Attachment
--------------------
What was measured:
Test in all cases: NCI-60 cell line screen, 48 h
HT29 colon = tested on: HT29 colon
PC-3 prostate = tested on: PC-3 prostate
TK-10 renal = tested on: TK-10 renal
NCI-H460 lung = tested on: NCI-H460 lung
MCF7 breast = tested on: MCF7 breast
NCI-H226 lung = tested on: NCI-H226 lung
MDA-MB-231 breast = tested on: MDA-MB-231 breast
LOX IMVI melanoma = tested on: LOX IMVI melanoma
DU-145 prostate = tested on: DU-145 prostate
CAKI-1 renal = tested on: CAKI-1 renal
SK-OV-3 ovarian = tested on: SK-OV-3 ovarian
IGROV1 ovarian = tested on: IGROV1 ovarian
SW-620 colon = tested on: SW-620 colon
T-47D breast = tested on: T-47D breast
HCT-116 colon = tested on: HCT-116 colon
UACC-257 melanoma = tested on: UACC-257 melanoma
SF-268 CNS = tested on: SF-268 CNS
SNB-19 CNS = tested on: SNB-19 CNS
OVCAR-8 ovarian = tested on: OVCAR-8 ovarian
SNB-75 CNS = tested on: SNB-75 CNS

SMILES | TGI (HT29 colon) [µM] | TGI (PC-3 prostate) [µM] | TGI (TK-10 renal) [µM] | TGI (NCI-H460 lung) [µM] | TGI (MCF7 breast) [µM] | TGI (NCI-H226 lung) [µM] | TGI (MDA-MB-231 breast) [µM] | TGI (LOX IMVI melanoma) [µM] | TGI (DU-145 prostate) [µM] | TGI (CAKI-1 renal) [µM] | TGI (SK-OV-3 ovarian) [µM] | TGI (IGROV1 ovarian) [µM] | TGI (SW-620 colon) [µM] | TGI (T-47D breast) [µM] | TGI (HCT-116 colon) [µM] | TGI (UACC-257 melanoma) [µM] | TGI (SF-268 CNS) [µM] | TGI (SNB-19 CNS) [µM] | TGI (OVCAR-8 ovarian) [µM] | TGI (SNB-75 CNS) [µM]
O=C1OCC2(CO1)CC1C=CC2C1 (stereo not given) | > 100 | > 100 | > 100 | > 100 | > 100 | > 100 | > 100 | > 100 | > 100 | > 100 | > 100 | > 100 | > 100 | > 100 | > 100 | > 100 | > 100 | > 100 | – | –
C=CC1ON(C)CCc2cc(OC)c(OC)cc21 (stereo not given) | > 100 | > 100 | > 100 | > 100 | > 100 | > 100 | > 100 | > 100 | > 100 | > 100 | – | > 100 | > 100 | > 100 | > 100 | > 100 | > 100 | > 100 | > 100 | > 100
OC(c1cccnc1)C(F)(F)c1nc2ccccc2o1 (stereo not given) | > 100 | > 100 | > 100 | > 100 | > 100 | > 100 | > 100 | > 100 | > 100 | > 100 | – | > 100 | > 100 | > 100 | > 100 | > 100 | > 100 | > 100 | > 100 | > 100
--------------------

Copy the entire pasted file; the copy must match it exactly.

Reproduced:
What was measured:
Test in all cases: NCI-60 cell line screen, 48 h
HT29 colon = tested on: HT29 colon
PC-3 prostate = tested on: PC-3 prostate
TK-10 renal = tested on: TK-10 renal
NCI-H460 lung = tested on: NCI-H460 lung
MCF7 breast = tested on: MCF7 breast
NCI-H226 lung = tested on: NCI-H226 lung
MDA-MB-231 breast = tested on: MDA-MB-231 breast
LOX IMVI melanoma = tested on: LOX IMVI melanoma
DU-145 prostate = tested on: DU-145 prostate
CAKI-1 renal = tested on: CAKI-1 renal
SK-OV-3 ovarian = tested on: SK-OV-3 ovarian
IGROV1 ovarian = tested on: IGROV1 ovarian
SW-620 colon = tested on: SW-620 colon
T-47D breast = tested on: T-47D breast
HCT-116 colon = tested on: HCT-116 colon
UACC-257 melanoma = tested on: UACC-257 melanoma
SF-268 CNS = tested on: SF-268 CNS
SNB-19 CNS = tested on: SNB-19 CNS
OVCAR-8 ovarian = tested on: OVCAR-8 ovarian
SNB-75 CNS = tested on: SNB-75 CNS

SMILES | TGI (HT29 colon) [µM] | TGI (PC-3 prostate) [µM] | TGI (TK-10 renal) [µM] | TGI (NCI-H460 lung) [µM] | TGI (MCF7 breast) [µM] | TGI (NCI-H226 lung) [µM] | TGI (MDA-MB-231 breast) [µM] | TGI (LOX IMVI melanoma) [µM] | TGI (DU-145 prostate) [µM] | TGI (CAKI-1 renal) [µM] | TGI (SK-OV-3 ovarian) [µM] | TGI (IGROV1 ovarian) [µM] | TGI (SW-620 colon) [µM] | TGI (T-47D breast) [µM] | TGI (HCT-116 colon) [µM] | TGI (UACC-257 melanoma) [µM] | TGI (SF-268 CNS) [µM] | TGI (SNB-19 CNS) [µM] | TGI (OVCAR-8 ovarian) [µM] | TGI (SNB-75 CNS) [µM]
O=C1OCC2(CO1)CC1C=CC2C1 (stereo not given) | > 100 | > 100 | > 100 | > 100 | > 100 | > 100 | > 100 | > 100 | > 100 | > 100 | > 100 | > 100 | > 100 | > 100 | > 100 | > 100 | > 100 | > 100 | – | –
C=CC1ON(C)CCc2cc(OC)c(OC)cc21 (stereo not given) | > 100 | > 100 | > 100 | > 100 | > 100 | > 100 | > 100 | > 100 | > 100 | > 100 | – | > 100 | > 100 | > 100 | > 100 | > 100 | > 100 | > 100 | > 100 | > 100
OC(c1cccnc1)C(F)(F)c1nc2ccccc2o1 (stereo not given) | > 100 | > 100 | > 100 | > 100 | > 100 | > 100 | > 100 | > 100 | > 100 | > 100 | – | > 100 | > 100 | > 100 | > 100 | > 100 | > 100 | > 100 | > 100 | > 100